Slovakia's government-run television station, STV, defied a warning from the country's official state media watchdog on September 23 and broadcast an illegal pre-election address to citizens from a senior deputy with the ruling HZDS party.
Ivan Gašparovič advised Slovaks, who went to the polls on September 25, to "find a little time to think who offered you a chance to live in a free and independent state," and told voters to "speak with their hearts" at the polling booths. The campaign motto of theHZDS is "vote with your hearts."
According to Slovakia's election law, it is illegal for mass media to publish or broadcast information favoring politivians or their parties within 48 hours of elections. Gašparovič's speech was sent out through STV transmitters about 40 hours before Slovaks voted.
Slovakia's media watchdog, the Council for Radio and Television Broadcasting, had earlier warned STV program director Štefan Dlugolinský that the Gašparovič broadcast would be illegal, but said that the infraction could only be punished, not prevented. No information was immediately available on the penalty to be levied on STV for the illegal broadcast.
The September 23 incident was not the first time that STV has had a run-in with the law. The media council found the station guilty of infractions for programmes run on September 18 and 19 (which featured a now infamous appearance of Italian actress Claudia Cardinale in support of Premier Vladimír Mečiar).
At an earlier session on September 14, the council found two STV programmes - 'Dialogues from Malanta' and STV News - in violation of the election law, which prohibits public and private electronic media from "making public any information which promotes the candidate political parties."
According to Peter Juráš, chairman of the media council , "the Council appealed to STV for an immediate correction [of the discrepancies]". Furthermore, it ordered STV to broadcast a public announcement, acknowledging that it had violated the law, on six separate occasions before the main evening news programmes.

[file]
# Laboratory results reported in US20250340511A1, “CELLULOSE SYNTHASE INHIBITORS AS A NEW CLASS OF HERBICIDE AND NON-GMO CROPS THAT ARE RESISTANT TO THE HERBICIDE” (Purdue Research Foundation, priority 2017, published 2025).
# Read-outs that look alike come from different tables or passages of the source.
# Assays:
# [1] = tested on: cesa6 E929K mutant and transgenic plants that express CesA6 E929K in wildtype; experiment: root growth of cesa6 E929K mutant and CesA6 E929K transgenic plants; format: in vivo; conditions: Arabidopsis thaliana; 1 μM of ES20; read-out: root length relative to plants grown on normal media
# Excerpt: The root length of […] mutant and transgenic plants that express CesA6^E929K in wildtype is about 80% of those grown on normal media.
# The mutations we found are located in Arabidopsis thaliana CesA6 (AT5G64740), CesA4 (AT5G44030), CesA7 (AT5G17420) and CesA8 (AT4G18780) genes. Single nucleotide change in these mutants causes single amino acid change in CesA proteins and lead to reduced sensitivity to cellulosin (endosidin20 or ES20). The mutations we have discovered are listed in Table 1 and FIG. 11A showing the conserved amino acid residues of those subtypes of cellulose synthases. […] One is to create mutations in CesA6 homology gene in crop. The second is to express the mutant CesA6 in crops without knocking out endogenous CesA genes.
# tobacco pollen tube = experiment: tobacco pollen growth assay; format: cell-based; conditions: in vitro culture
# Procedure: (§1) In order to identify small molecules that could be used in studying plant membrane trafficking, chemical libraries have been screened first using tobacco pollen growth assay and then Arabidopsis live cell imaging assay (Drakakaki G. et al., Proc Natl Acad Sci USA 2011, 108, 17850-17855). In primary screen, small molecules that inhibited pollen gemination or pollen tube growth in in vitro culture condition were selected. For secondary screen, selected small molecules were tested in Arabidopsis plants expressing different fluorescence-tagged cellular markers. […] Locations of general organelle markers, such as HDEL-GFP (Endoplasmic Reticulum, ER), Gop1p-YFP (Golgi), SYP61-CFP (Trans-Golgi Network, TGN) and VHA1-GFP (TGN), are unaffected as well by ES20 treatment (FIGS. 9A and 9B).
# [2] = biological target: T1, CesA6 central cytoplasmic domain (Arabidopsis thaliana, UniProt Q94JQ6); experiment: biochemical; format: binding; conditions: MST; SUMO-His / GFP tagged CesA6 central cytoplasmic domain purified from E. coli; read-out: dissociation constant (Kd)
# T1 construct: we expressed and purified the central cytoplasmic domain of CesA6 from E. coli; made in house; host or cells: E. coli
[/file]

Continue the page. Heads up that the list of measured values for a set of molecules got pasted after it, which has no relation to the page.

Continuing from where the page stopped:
In addition, the council took umbrage at two STV 'documentaries' which had claimed that the opposition KDH party had been peddling Slovak cultural treasures abroad and plotting to stir up civil insurrection. Juráš said that because of the council's burdensome workload, a final decision in the case might take up to 60 days to announce.
Juráš argued that his agency had too little money either to enforce its decisions or to carry out its inspection role properly in the pre-election period. "Maybe you already know that the financial resources that the council requested for performing the monitoring function were not provided the Finance Ministry," he said.
Part of the problem in securing compliance with the law has also been the unwillingness of STV to cooperate. General Director Igor Kubiš was anything but penitent for his station's transgressions, and vowed it would not change course. "STV does not violate anything in any way, so there is nothing to correct, nothing to cancel," he said after the council session on September 14.
Despite Kubiš's words, STV complied with the council ruling and broadcast the required announcements beginning September 15.
STV programmes have been savaged by domestic and foreign media observers for openly promoting the cause of Slovak Premier Vladimír Mečiar and his ruling HZDS party. The independent watchdog MEMO '98 recorded that STV, which is publicly funded, had devoted 61% of programming time in the first two weeks of the election campaign to the parties of the governing coalition, and only 15% to the opposition.
But Kubiš again refuted the imputation of bias, saying that the Premier had not broken any laws in his television appearances. "He knows in advance that it would be some nice entertainment, some good fun," Kubiš said of Mečiar's contributions on Fašírka, a political satire which mocks all parties except the HZDS.